Steve D'Agostino chats with David Barclay of the Northeast Sustainable Energy Association and Marc Sternick of Deitz & Company Architects about NESEA's Building Energy '09 Conference and Trade Show.
Every sentence ends with them. Three of them in a row are called an ellipsis, but one atop another is a colon. They are the working stiffs of mathematics and the soul of computer programming. They are dots, plain and simple, and without them the modern world would cease to function. Tonight on Inquiry we speak with writers ALEXANDER HUMEZ and NICHOLAS HUMEZ about their crazily entertaining and always surprising history ON THE DOT: THE SPECK THAT CHANGED THE WORLD.
After too long an absence, Inquiry welcomes back explorer and writer RORY NUGENT. His latest book is a tour de force intimate portrait of the people that still try to live off the sea in what was once one of the most important fishing ports in the United States: New Bedford. This is a gritty tale of men against the sea, drugs, organized crime, declining fish stocks and losing battles against government regulations. What was once the last wild frontier begun in the heyday of whaling is now reduced to a sad shadow of it’s former self. Rory Nugent’s compelling story of a culture about to be forever lost is DOWN AT THE DOCKS.
Tonight on Inquiry we have a weird and wild discussion about “zooform” creatures, beings that “straddle the line between flesh and blood and the completely surreal.” Our guest is author and Fortean researcher NEIL ARNOLD, whose latest book MONSTER! THE A-Z OF ZOOFORM PHENOMENA is a raucous compendium of creatures from local legends, odd sightings and contemporary mythology. Tune in and learn about the likes of such strange creatures as The Mothman; Spring-heeled Jack and the ever-popular Chupacabra!!
Do creatures other than humans use a complex language? What does this say about animal intelligence and consciousness? Can we have a dialog with another species? Tonight on Inquiry we talk with DR. IRENE M. PEPPERBERG, Associate Research Professor at Brandeis University about her years long research attempting to communicate with an African Gray Parrot. Her research has been considered very controversial, but tune in tonight and you can decide for yourself. Dr. Pepperberg talks about learning to talk with her long time partner in research, Alex. Dr. Pepperberg’s popular account of her research is titled ALEX AND ME: HOW A SCIENTIST AND A PARROT UNCOVERED A HIDDEN WORLD OF ANIMAL INTELLIGENCE AND FORMED A DEEP BOND IN THE PROCESS.
evenhanded and elegant describes how famed historian Ronald White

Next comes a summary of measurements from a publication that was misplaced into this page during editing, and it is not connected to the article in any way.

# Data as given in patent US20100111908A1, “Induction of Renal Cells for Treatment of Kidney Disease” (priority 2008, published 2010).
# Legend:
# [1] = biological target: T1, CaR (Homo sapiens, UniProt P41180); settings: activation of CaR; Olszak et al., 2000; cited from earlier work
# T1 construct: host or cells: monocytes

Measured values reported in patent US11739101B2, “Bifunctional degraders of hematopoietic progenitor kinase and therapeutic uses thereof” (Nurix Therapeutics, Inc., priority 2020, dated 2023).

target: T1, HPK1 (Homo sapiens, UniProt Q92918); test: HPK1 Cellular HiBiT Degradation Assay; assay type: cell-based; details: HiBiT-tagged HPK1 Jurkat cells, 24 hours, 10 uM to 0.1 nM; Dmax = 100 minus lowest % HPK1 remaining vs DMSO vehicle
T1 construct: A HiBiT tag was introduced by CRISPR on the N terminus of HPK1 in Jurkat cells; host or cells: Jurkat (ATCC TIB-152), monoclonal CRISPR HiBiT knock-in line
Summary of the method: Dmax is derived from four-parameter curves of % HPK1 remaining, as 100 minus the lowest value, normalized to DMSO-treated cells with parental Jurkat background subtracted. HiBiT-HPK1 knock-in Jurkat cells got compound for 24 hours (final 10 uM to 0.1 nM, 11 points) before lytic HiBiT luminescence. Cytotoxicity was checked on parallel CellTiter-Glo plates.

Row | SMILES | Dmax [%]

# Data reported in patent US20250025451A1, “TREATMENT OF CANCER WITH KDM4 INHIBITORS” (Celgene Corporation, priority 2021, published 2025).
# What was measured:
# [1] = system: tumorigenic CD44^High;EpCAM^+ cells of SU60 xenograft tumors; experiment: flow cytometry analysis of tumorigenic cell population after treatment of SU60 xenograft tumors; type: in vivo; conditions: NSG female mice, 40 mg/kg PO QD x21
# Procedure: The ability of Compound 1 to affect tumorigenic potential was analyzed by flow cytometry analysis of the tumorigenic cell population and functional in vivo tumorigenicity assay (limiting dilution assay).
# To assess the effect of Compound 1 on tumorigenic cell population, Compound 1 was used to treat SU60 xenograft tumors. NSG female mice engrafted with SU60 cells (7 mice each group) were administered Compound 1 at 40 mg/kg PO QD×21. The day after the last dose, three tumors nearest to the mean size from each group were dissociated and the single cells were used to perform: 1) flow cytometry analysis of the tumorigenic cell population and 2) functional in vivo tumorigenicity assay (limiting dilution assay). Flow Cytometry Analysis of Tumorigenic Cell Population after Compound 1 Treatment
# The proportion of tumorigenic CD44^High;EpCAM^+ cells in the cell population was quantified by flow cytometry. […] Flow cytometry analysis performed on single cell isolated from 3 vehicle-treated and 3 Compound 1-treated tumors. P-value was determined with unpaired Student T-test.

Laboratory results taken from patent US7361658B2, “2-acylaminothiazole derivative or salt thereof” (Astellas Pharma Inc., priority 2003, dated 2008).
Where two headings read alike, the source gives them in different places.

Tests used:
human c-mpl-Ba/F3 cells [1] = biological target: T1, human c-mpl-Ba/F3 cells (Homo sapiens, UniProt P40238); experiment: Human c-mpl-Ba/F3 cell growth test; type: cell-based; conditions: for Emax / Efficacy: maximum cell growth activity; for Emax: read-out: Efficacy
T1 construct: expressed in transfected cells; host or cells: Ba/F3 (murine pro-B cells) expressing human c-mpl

informs and inspires with this new biography about our sixteenth
president Abraham Lincoln. With a new emphasis on the complex meaning
and timeless importance of Lincoln’s great words he re-kindles the
flame and continues to define Lincoln.This is a stand out biography by
one of our finest historians so tune in Sunday evening at 10:30.
Inquiry welcomes back writer, journalist and editor MARCUS REEVES, whose latest book is SOMEBODY SCREAM! RAP MUSIC’S RISE TO PROMINENCE IN THE AFTERSHOCK OF BLACK POWER, now in paperback. Tonight, Marcus talks about an interesting and controversial topic: the relationship of President Obama to the hip hop community. Will rap music be even more political now that Obama has been elected president or does his election in fact render the more political hip hop music irrelevant? Tune in for an honest and complex conversation about hip hop and politics.
One person may spend their entire life thinking about nothing but sheep, while another may be a scientist who spends all their time studying sheep. One of those people is considered an obsessive neurotic while the other is considered an icon of research. Where is the line between the clinical diagnosis of Obsessive Compulsive Disorder (OCD) and someone who just wants to avoid colds and flu by washing their hands often? Tonight on Inquiry we talk with LENNARD J. DAVIS, Professor in the Departments of English, Disability and Human Development and Medical Education at the University of Illinois, Chicago. Professor Davis will talk about the social and cultural history of obsession and the development of a bio-cultural view of this now widespread disorder. Before the 1970s, OCD was hardly known yet today it allegedly affects one out of a hundred people. Is it a brain dysfunction? A genetic dysfunction? Or is it a product of societal pressures? What IS obsession? Professor Davis’ fascinating and controversial book is OBSESSION: A HISTORY.
What would it take to actually become the “Caped Crusader”? Unlike all other superheroes, Batman is just a "mere mortal" like you and me. Would it be possible to develop a physical training program that would allow us to swing from building to building and take countless blows from nefarious evildoers? Tonight on Inquiry we seriously attempt to answer those questions and many more. Our guest is E. PAUL ZEHR, Professor of Neuroscience and Kinesiology at the University of British Columbia. He has written an introduction to the physiology of exercise and martial arts that describes what would happen to our bodies if we were to train to become something more than Bruce Wayne. Did Batman ever take steroids? Does Batman exceed at strength or power? If Batgirl fought Batman, who would win? The answers will teach you a lot about what happens to your body and mind when you exercise. Professor Zehr’s book is titled BECOMING BATMAN: THE POSSIBILITY OF A SUPERHERO.
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Arts, sciences and humanities build healthier, more livable, vital communities. They are essential to a strong education system. They contribute enormously to our economy.